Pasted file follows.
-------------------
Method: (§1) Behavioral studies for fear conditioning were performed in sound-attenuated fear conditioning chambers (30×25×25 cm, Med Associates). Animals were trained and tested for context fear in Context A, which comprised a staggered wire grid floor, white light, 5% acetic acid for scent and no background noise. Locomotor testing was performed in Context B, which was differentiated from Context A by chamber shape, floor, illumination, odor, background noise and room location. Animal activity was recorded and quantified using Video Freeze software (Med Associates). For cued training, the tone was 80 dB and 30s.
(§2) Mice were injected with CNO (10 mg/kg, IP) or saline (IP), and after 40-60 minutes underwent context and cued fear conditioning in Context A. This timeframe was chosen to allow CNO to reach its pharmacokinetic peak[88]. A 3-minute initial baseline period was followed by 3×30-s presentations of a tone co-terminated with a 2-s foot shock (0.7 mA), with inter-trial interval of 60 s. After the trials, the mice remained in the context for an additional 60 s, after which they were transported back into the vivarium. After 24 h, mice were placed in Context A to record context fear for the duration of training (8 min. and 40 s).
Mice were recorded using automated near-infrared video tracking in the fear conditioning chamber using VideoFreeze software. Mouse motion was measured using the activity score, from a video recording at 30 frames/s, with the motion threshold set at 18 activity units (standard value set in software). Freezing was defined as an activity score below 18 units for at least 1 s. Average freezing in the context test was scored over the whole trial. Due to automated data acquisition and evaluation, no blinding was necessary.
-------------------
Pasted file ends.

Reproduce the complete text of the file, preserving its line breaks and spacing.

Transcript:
Method: (§1) Behavioral studies for fear conditioning were performed in sound-attenuated fear conditioning chambers (30×25×25 cm, Med Associates). Animals were trained and tested for context fear in Context A, which comprised a staggered wire grid floor, white light, 5% acetic acid for scent and no background noise. Locomotor testing was performed in Context B, which was differentiated from Context A by chamber shape, floor, illumination, odor, background noise and room location. Animal activity was recorded and quantified using Video Freeze software (Med Associates). For cued training, the tone was 80 dB and 30s.
(§2) Mice were injected with CNO (10 mg/kg, IP) or saline (IP), and after 40-60 minutes underwent context and cued fear conditioning in Context A. This timeframe was chosen to allow CNO to reach its pharmacokinetic peak[88]. A 3-minute initial baseline period was followed by 3×30-s presentations of a tone co-terminated with a 2-s foot shock (0.7 mA), with inter-trial interval of 60 s. After the trials, the mice remained in the context for an additional 60 s, after which they were transported back into the vivarium. After 24 h, mice were placed in Context A to record context fear for the duration of training (8 min. and 40 s).
Mice were recorded using automated near-infrared video tracking in the fear conditioning chamber using VideoFreeze software. Mouse motion was measured using the activity score, from a video recording at 30 frames/s, with the motion threshold set at 18 activity units (standard value set in software). Freezing was defined as an activity score below 18 units for at least 1 s. Average freezing in the context test was scored over the whole trial. Due to automated data acquisition and evaluation, no blinding was necessary.